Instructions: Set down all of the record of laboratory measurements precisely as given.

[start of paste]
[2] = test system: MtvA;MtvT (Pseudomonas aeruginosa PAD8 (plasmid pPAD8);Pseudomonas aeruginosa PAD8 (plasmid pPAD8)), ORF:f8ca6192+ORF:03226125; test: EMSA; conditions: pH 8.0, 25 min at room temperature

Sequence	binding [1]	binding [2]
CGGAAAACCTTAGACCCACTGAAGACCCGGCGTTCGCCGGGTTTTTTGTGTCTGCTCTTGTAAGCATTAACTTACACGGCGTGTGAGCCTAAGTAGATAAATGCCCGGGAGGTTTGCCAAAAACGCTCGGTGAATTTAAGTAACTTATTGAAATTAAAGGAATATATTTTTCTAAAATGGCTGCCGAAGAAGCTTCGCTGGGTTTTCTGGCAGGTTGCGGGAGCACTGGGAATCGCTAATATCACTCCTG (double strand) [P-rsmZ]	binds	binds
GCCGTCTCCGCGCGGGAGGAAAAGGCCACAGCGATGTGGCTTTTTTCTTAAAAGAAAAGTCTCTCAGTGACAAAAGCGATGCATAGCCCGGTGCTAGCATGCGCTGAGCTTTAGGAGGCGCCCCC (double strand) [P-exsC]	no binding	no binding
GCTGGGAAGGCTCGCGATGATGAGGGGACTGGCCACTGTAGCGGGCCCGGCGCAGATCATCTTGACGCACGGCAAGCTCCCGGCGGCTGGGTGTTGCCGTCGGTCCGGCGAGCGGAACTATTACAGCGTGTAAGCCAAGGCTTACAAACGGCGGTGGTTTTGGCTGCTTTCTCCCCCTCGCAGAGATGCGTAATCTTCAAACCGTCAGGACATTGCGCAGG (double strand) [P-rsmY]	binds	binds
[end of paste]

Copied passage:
[2] = test system: MtvA;MtvT (Pseudomonas aeruginosa PAD8 (plasmid pPAD8);Pseudomonas aeruginosa PAD8 (plasmid pPAD8)), ORF:f8ca6192+ORF:03226125; test: EMSA; conditions: pH 8.0, 25 min at room temperature

Sequence	binding [1]	binding [2]
CGGAAAACCTTAGACCCACTGAAGACCCGGCGTTCGCCGGGTTTTTTGTGTCTGCTCTTGTAAGCATTAACTTACACGGCGTGTGAGCCTAAGTAGATAAATGCCCGGGAGGTTTGCCAAAAACGCTCGGTGAATTTAAGTAACTTATTGAAATTAAAGGAATATATTTTTCTAAAATGGCTGCCGAAGAAGCTTCGCTGGGTTTTCTGGCAGGTTGCGGGAGCACTGGGAATCGCTAATATCACTCCTG (double strand) [P-rsmZ]	binds	binds
GCCGTCTCCGCGCGGGAGGAAAAGGCCACAGCGATGTGGCTTTTTTCTTAAAAGAAAAGTCTCTCAGTGACAAAAGCGATGCATAGCCCGGTGCTAGCATGCGCTGAGCTTTAGGAGGCGCCCCC (double strand) [P-exsC]	no binding	no binding
GCTGGGAAGGCTCGCGATGATGAGGGGACTGGCCACTGTAGCGGGCCCGGCGCAGATCATCTTGACGCACGGCAAGCTCCCGGCGGCTGGGTGTTGCCGTCGGTCCGGCGAGCGGAACTATTACAGCGTGTAAGCCAAGGCTTACAAACGGCGGTGGTTTTGGCTGCTTTCTCCCCCTCGCAGAGATGCGTAATCTTCAAACCGTCAGGACATTGCGCAGG (double strand) [P-rsmY]	binds	binds